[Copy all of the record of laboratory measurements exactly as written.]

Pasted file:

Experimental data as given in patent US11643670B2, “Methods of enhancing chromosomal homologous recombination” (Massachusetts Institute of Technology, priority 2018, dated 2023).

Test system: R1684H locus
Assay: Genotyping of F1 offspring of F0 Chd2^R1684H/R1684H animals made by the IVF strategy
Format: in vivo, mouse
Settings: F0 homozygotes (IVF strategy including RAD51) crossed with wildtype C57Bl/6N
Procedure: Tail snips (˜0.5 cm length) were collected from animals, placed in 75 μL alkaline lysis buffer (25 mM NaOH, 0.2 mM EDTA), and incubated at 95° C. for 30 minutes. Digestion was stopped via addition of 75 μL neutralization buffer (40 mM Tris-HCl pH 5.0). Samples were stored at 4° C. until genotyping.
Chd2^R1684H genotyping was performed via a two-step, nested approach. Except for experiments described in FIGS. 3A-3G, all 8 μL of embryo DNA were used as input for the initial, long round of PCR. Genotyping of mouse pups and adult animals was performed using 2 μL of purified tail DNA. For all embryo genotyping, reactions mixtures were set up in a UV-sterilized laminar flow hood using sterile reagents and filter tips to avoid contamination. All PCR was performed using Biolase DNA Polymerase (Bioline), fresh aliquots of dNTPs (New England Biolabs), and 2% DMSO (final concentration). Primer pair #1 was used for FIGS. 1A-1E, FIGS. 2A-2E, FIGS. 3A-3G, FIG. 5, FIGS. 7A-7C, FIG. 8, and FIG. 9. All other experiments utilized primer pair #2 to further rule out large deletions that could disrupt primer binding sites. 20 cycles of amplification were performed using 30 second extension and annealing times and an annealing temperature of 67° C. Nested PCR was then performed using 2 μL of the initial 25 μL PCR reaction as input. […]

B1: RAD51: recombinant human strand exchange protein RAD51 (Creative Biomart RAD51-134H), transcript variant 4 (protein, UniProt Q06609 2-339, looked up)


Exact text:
Experimental data as given in patent US11643670B2, “Methods of enhancing chromosomal homologous recombination” (Massachusetts Institute of Technology, priority 2018, dated 2023).

Test system: R1684H locus
Assay: Genotyping of F1 offspring of F0 Chd2^R1684H/R1684H animals made by the IVF strategy
Format: in vivo, mouse
Settings: F0 homozygotes (IVF strategy including RAD51) crossed with wildtype C57Bl/6N
Procedure: Tail snips (˜0.5 cm length) were collected from animals, placed in 75 μL alkaline lysis buffer (25 mM NaOH, 0.2 mM EDTA), and incubated at 95° C. for 30 minutes. Digestion was stopped via addition of 75 μL neutralization buffer (40 mM Tris-HCl pH 5.0). Samples were stored at 4° C. until genotyping.
Chd2^R1684H genotyping was performed via a two-step, nested approach. Except for experiments described in FIGS. 3A-3G, all 8 μL of embryo DNA were used as input for the initial, long round of PCR. Genotyping of mouse pups and adult animals was performed using 2 μL of purified tail DNA. For all embryo genotyping, reactions mixtures were set up in a UV-sterilized laminar flow hood using sterile reagents and filter tips to avoid contamination. All PCR was performed using Biolase DNA Polymerase (Bioline), fresh aliquots of dNTPs (New England Biolabs), and 2% DMSO (final concentration). Primer pair #1 was used for FIGS. 1A-1E, FIGS. 2A-2E, FIGS. 3A-3G, FIG. 5, FIGS. 7A-7C, FIG. 8, and FIG. 9. All other experiments utilized primer pair #2 to further rule out large deletions that could disrupt primer binding sites. 20 cycles of amplification were performed using 30 second extension and annealing times and an annealing temperature of 67° C. Nested PCR was then performed using 2 μL of the initial 25 μL PCR reaction as input. […]

B1: RAD51: recombinant human strand exchange protein RAD51 (Creative Biomart RAD51-134H), transcript variant 4 (protein, UniProt Q06609 2-339, looked up)